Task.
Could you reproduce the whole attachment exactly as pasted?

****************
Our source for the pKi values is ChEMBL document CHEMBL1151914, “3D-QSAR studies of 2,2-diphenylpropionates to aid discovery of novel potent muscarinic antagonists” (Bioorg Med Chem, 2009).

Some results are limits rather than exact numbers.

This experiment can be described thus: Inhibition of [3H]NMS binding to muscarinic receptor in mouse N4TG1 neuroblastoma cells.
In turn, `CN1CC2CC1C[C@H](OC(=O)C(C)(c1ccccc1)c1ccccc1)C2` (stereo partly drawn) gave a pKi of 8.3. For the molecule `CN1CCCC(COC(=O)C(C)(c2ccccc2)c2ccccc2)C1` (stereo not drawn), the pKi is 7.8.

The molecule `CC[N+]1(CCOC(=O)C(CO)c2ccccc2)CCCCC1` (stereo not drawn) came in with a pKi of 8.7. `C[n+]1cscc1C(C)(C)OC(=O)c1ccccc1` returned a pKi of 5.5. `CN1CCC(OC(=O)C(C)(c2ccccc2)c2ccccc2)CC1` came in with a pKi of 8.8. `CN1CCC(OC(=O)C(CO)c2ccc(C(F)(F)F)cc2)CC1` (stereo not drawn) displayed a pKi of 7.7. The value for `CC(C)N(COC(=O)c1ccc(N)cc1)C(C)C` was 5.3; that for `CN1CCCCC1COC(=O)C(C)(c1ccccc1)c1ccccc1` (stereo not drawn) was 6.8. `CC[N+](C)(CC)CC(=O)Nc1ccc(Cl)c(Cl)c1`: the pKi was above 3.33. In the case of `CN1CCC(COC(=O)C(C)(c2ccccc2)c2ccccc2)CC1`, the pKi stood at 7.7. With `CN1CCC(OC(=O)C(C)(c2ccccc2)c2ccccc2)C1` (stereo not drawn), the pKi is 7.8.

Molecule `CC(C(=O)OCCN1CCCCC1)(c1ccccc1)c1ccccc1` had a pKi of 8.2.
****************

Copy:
Our source for the pKi values is ChEMBL document CHEMBL1151914, “3D-QSAR studies of 2,2-diphenylpropionates to aid discovery of novel potent muscarinic antagonists” (Bioorg Med Chem, 2009).

Some results are limits rather than exact numbers.

This experiment can be described thus: Inhibition of [3H]NMS binding to muscarinic receptor in mouse N4TG1 neuroblastoma cells.
In turn, `CN1CC2CC1C[C@H](OC(=O)C(C)(c1ccccc1)c1ccccc1)C2` (stereo partly drawn) gave a pKi of 8.3. For the molecule `CN1CCCC(COC(=O)C(C)(c2ccccc2)c2ccccc2)C1` (stereo not drawn), the pKi is 7.8.

The molecule `CC[N+]1(CCOC(=O)C(CO)c2ccccc2)CCCCC1` (stereo not drawn) came in with a pKi of 8.7. `C[n+]1cscc1C(C)(C)OC(=O)c1ccccc1` returned a pKi of 5.5. `CN1CCC(OC(=O)C(C)(c2ccccc2)c2ccccc2)CC1` came in with a pKi of 8.8. `CN1CCC(OC(=O)C(CO)c2ccc(C(F)(F)F)cc2)CC1` (stereo not drawn) displayed a pKi of 7.7. The value for `CC(C)N(COC(=O)c1ccc(N)cc1)C(C)C` was 5.3; that for `CN1CCCCC1COC(=O)C(C)(c1ccccc1)c1ccccc1` (stereo not drawn) was 6.8. `CC[N+](C)(CC)CC(=O)Nc1ccc(Cl)c(Cl)c1`: the pKi was above 3.33. In the case of `CN1CCC(COC(=O)C(C)(c2ccccc2)c2ccccc2)CC1`, the pKi stood at 7.7. With `CN1CCC(OC(=O)C(C)(c2ccccc2)c2ccccc2)C1` (stereo not drawn), the pKi is 7.8.

Molecule `CC(C(=O)OCCN1CCCCC1)(c1ccccc1)c1ccccc1` had a pKi of 8.2.